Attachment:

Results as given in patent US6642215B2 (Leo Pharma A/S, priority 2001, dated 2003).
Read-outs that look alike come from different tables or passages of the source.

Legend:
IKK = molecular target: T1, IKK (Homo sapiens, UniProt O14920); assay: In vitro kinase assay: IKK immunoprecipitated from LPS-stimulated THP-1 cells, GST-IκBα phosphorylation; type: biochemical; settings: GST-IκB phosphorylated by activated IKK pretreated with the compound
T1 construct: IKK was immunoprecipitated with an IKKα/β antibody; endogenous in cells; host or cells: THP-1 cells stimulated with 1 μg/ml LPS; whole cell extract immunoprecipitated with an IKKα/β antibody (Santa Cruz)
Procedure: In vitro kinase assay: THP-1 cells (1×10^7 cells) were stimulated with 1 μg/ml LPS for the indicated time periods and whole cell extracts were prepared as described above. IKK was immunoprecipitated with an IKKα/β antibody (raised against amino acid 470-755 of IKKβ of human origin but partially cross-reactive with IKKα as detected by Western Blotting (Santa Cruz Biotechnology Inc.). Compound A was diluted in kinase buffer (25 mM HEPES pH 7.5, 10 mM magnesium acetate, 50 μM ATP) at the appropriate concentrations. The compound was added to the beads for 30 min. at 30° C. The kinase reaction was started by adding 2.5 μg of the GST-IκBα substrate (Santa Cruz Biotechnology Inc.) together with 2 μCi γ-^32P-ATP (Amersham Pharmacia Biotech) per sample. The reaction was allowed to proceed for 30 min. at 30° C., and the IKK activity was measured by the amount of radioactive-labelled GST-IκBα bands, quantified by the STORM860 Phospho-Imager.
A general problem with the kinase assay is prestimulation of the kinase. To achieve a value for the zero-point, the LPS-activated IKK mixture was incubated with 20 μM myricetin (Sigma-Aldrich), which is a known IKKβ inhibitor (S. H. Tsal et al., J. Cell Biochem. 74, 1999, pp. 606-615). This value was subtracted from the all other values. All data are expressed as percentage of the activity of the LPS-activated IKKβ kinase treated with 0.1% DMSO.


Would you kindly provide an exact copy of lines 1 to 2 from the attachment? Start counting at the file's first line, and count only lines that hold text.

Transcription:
Results as given in patent US6642215B2 (Leo Pharma A/S, priority 2001, dated 2003).
Read-outs that look alike come from different tables or passages of the source.